I’m also posting it because I rarely see other people — in particular white folks — posting concrete examples of how we’re calling each other in. Not theoretical musings or self-promotional pats on the back about how we spoke up, but like, actual things we have said to other people in real-life contexts that sometimes work and sometimes don’t. I don’t know about you, but I wish I had more examples from people I know and trust about what “calling in” really looks like. Maybe it’s because we’re afraid of being critiqued, maybe it’s because we’re afraid of being seen as fishing for compliments, maybe it’s because we’re not really doing it frequently enough, maybe it’s because white supremacy culture still lives deep within us and tells us that if we’re really good anti-racist allies, we should just know how to do this by ourselves without literally practicing and workshopping this stuff together.
But I’m over all of those versions of the mess, at least today, so here we go:
I hear in your response a discomfort with the use of the word “prayer,” and your feeling left out or marginalized by that terminology as someone who doesn’t pray, or identify as a theist.
While I fully honor the fact that this language might not work for you personally, and celebrate with you that many of our UU communities are spaces in which we can grapple with the implications of these religious concepts, I want to invite you to think more deeply about what your reaction–and similar reactions from other UUs–might do to prevent us from being culturally competent, spiritually humble, and showing up powerfully in solidarity with indigenous people.
Some context: the “interfaith day of prayer” language comes directly from the indigenous leaders who are on the frontlines of this struggle, who have asked people like me to amplify their call for presence and solidarity. As a white, non-native person, with an understanding the erasure/oppression/cultural genocide perpetrated against indigenous peoples now and in the past, I don’t believe it is my place to alter the language that they use when asking for solidarity from non-native peoples.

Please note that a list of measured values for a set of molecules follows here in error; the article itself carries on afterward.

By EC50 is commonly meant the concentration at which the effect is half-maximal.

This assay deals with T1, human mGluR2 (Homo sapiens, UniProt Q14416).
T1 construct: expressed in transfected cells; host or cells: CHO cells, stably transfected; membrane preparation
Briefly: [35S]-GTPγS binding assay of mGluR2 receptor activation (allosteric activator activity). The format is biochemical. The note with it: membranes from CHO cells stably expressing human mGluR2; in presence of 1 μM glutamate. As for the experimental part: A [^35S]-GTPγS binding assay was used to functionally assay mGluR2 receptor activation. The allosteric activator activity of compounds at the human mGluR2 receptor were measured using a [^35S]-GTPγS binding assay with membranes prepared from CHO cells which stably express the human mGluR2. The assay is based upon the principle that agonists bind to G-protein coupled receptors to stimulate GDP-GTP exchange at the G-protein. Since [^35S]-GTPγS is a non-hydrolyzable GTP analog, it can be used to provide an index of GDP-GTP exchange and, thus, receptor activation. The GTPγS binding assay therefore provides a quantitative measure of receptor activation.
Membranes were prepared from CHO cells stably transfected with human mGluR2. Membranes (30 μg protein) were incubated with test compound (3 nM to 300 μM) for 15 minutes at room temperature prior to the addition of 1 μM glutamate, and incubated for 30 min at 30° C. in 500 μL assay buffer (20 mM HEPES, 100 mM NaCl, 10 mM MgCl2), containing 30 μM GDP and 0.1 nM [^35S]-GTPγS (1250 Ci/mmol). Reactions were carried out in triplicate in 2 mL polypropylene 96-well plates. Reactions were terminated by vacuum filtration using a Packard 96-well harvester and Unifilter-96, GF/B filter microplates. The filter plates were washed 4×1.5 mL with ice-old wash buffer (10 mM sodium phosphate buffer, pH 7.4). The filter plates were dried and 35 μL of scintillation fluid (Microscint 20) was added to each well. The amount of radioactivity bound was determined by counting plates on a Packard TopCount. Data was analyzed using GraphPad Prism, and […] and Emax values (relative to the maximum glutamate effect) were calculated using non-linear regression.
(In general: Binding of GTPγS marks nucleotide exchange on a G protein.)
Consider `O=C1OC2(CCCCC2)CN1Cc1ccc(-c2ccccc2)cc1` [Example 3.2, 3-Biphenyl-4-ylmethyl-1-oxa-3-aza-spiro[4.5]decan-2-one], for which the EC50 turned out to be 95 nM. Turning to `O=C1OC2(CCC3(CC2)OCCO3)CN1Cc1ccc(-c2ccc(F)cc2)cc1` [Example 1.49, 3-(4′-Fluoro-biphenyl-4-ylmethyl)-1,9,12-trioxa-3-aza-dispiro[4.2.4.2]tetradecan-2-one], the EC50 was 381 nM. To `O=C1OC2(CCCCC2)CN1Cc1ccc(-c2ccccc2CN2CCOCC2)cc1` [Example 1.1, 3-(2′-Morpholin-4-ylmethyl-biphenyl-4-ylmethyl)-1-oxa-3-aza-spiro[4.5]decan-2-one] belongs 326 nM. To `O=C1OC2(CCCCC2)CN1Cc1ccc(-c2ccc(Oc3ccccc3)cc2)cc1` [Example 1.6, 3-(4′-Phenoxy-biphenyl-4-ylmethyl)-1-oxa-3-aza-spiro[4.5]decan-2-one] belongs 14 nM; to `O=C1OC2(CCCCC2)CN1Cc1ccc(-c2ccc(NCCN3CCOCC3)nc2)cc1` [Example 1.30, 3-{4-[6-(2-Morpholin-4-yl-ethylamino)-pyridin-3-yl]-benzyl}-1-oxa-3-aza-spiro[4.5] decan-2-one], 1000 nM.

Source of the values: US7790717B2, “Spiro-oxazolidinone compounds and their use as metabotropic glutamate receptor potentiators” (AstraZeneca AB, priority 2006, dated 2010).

Your email said nothing about the content of the Standing Rock leaders’ call for presence and solidarity from a broad and diverse movement of supportive people. Instead, you immediately and without context offered a critique of native leadership’s language choices, and centered your own need to feel comfortable and welcomed. I think this reflects a spiritual woundedness and a centering of self and whiteness that will not help the broader movement for justice and liberation.
I am spending my time writing you back now, instead of organizing people to actually show up at Standing Rock this weekend, because your response is not an uncommon one, and you are a part of my beloved community as a UU. I want Unitarian Universalists to be resilient, culturally competent, spiritually humble people who are able to put our own individual needs aside when necessary to be credible partners with other cultures and religious traditions in building a just and loving world. In order to do that, I believe we need to call one another in to greater spiritual maturity, and deeper analysis of how white supremacy wants to distract us from what really matters and divide us from one another.
So, I am asking you to reflect on your response again. Rather than critiquing the language because it doesn’t work for you, why might that language be important to the Lakota spiritual leaders who are asking for our support? What are they asking for, in a language that might make sense and feel inclusive to you? How might you be supportive of their struggle, even when it is framed in a way that makes you uncomfortable or asks you to translate?
I am here for further reflection and dialogue if that’s helpful. While I don’t know you well, if at all, I assume that we share common core values and commitments as Unitarian Universalists, and as social justice activists. I hope you can hear this feedback, then, with an open heart — we need one another more desperately than ever in these times, and we need to be better together.
Blessings and love,
So. What do you think? What else could/should I have done? What have YOU done in similar contexts, and what has worked and what hasn’t?
Let’s share our stories, folks, and try to train each other up and develop a deep toolbelt of strategies and tactics to build more resilient, more powerful people who are all working in healthy ways toward a more just and loving world.